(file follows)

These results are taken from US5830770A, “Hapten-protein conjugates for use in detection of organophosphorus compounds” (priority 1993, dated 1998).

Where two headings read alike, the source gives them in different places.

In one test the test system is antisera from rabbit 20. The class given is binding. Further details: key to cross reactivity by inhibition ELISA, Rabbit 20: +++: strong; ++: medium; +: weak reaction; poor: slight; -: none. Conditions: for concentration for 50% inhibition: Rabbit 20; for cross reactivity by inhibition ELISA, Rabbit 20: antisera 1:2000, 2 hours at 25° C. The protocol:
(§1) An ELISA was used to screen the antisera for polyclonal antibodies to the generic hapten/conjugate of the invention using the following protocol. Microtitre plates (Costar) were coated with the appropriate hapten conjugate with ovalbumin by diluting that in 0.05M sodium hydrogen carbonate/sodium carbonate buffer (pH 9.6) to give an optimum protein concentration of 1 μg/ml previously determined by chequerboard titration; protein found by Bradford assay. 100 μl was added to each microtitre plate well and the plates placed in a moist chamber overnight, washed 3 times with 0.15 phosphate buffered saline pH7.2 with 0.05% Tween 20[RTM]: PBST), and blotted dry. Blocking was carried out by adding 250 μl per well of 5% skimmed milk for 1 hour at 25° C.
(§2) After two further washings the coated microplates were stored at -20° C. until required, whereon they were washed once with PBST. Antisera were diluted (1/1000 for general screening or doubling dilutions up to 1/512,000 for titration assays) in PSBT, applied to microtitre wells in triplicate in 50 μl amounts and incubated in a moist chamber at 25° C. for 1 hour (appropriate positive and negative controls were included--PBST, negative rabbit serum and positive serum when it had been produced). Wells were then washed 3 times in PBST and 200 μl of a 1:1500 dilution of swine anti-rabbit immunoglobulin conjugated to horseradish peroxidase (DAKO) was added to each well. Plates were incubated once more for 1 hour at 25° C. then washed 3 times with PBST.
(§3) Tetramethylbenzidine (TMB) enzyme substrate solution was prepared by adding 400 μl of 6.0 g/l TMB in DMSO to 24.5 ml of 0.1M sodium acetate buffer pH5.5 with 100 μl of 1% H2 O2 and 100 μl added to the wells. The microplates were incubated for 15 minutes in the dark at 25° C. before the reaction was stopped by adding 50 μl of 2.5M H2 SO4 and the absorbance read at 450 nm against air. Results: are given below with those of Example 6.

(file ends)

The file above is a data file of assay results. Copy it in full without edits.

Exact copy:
These results are taken from US5830770A, “Hapten-protein conjugates for use in detection of organophosphorus compounds” (priority 1993, dated 1998).

Where two headings read alike, the source gives them in different places.

In one test the test system is antisera from rabbit 20. The class given is binding. Further details: key to cross reactivity by inhibition ELISA, Rabbit 20: +++: strong; ++: medium; +: weak reaction; poor: slight; -: none. Conditions: for concentration for 50% inhibition: Rabbit 20; for cross reactivity by inhibition ELISA, Rabbit 20: antisera 1:2000, 2 hours at 25° C. The protocol:
(§1) An ELISA was used to screen the antisera for polyclonal antibodies to the generic hapten/conjugate of the invention using the following protocol. Microtitre plates (Costar) were coated with the appropriate hapten conjugate with ovalbumin by diluting that in 0.05M sodium hydrogen carbonate/sodium carbonate buffer (pH 9.6) to give an optimum protein concentration of 1 μg/ml previously determined by chequerboard titration; protein found by Bradford assay. 100 μl was added to each microtitre plate well and the plates placed in a moist chamber overnight, washed 3 times with 0.15 phosphate buffered saline pH7.2 with 0.05% Tween 20[RTM]: PBST), and blotted dry. Blocking was carried out by adding 250 μl per well of 5% skimmed milk for 1 hour at 25° C.
(§2) After two further washings the coated microplates were stored at -20° C. until required, whereon they were washed once with PBST. Antisera were diluted (1/1000 for general screening or doubling dilutions up to 1/512,000 for titration assays) in PSBT, applied to microtitre wells in triplicate in 50 μl amounts and incubated in a moist chamber at 25° C. for 1 hour (appropriate positive and negative controls were included--PBST, negative rabbit serum and positive serum when it had been produced). Wells were then washed 3 times in PBST and 200 μl of a 1:1500 dilution of swine anti-rabbit immunoglobulin conjugated to horseradish peroxidase (DAKO) was added to each well. Plates were incubated once more for 1 hour at 25° C. then washed 3 times with PBST.
(§3) Tetramethylbenzidine (TMB) enzyme substrate solution was prepared by adding 400 μl of 6.0 g/l TMB in DMSO to 24.5 ml of 0.1M sodium acetate buffer pH5.5 with 100 μl of 1% H2 O2 and 100 μl added to the wells. The microplates were incubated for 15 minutes in the dark at 25° C. before the reaction was stopped by adding 50 μl of 2.5M H2 SO4 and the absorbance read at 450 nm against air. Results: are given below with those of Example 6.